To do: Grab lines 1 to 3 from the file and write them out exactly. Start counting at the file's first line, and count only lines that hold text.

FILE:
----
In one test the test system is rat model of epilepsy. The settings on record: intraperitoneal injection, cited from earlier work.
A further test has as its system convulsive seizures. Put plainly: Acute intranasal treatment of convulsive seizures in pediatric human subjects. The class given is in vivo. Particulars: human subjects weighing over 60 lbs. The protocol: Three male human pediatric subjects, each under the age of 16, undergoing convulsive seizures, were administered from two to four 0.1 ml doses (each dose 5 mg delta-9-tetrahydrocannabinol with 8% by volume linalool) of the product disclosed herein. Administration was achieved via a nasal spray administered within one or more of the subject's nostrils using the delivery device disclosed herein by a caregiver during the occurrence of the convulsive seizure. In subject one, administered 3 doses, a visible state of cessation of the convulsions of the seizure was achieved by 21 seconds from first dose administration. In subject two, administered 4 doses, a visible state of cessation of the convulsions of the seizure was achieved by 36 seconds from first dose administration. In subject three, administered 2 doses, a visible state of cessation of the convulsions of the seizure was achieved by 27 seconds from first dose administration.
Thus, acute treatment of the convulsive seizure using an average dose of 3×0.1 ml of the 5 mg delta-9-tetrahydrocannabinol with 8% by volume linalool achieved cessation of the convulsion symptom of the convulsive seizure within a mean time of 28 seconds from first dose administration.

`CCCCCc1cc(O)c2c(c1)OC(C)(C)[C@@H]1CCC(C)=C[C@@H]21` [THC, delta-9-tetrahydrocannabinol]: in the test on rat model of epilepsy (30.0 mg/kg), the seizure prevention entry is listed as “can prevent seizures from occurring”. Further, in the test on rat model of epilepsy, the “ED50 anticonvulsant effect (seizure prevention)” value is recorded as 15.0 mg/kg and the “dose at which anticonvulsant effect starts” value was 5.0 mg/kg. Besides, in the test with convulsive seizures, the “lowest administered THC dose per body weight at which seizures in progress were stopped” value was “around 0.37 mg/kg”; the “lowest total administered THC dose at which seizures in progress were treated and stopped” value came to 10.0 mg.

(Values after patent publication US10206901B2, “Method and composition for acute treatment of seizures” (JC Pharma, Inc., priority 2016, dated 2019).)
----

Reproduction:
In one test the test system is rat model of epilepsy. The settings on record: intraperitoneal injection, cited from earlier work.
A further test has as its system convulsive seizures. Put plainly: Acute intranasal treatment of convulsive seizures in pediatric human subjects. The class given is in vivo. Particulars: human subjects weighing over 60 lbs. The protocol: Three male human pediatric subjects, each under the age of 16, undergoing convulsive seizures, were administered from two to four 0.1 ml doses (each dose 5 mg delta-9-tetrahydrocannabinol with 8% by volume linalool) of the product disclosed herein. Administration was achieved via a nasal spray administered within one or more of the subject's nostrils using the delivery device disclosed herein by a caregiver during the occurrence of the convulsive seizure. In subject one, administered 3 doses, a visible state of cessation of the convulsions of the seizure was achieved by 21 seconds from first dose administration. In subject two, administered 4 doses, a visible state of cessation of the convulsions of the seizure was achieved by 36 seconds from first dose administration. In subject three, administered 2 doses, a visible state of cessation of the convulsions of the seizure was achieved by 27 seconds from first dose administration.
Thus, acute treatment of the convulsive seizure using an average dose of 3×0.1 ml of the 5 mg delta-9-tetrahydrocannabinol with 8% by volume linalool achieved cessation of the convulsion symptom of the convulsive seizure within a mean time of 28 seconds from first dose administration.